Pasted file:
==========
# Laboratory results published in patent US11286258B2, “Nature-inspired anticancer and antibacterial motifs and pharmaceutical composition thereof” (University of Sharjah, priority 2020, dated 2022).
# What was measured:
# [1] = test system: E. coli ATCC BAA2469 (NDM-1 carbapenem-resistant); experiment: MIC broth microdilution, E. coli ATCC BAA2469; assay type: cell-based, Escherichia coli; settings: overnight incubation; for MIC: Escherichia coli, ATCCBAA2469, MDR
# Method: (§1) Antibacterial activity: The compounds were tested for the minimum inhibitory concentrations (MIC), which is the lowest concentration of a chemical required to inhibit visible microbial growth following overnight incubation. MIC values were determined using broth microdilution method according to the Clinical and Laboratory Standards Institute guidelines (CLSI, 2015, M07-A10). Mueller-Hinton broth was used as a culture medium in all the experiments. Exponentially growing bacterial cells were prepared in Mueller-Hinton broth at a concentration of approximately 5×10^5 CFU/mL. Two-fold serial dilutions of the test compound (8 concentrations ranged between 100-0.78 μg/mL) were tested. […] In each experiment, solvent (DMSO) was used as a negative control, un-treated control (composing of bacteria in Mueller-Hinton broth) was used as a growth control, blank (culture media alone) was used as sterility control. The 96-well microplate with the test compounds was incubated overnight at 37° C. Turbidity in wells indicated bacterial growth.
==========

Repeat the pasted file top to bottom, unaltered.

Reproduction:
# Laboratory results published in patent US11286258B2, “Nature-inspired anticancer and antibacterial motifs and pharmaceutical composition thereof” (University of Sharjah, priority 2020, dated 2022).
# What was measured:
# [1] = test system: E. coli ATCC BAA2469 (NDM-1 carbapenem-resistant); experiment: MIC broth microdilution, E. coli ATCC BAA2469; assay type: cell-based, Escherichia coli; settings: overnight incubation; for MIC: Escherichia coli, ATCCBAA2469, MDR
# Method: (§1) Antibacterial activity: The compounds were tested for the minimum inhibitory concentrations (MIC), which is the lowest concentration of a chemical required to inhibit visible microbial growth following overnight incubation. MIC values were determined using broth microdilution method according to the Clinical and Laboratory Standards Institute guidelines (CLSI, 2015, M07-A10). Mueller-Hinton broth was used as a culture medium in all the experiments. Exponentially growing bacterial cells were prepared in Mueller-Hinton broth at a concentration of approximately 5×10^5 CFU/mL. Two-fold serial dilutions of the test compound (8 concentrations ranged between 100-0.78 μg/mL) were tested. […] In each experiment, solvent (DMSO) was used as a negative control, un-treated control (composing of bacteria in Mueller-Hinton broth) was used as a growth control, blank (culture media alone) was used as sterility control. The 96-well microplate with the test compounds was incubated overnight at 37° C. Turbidity in wells indicated bacterial growth.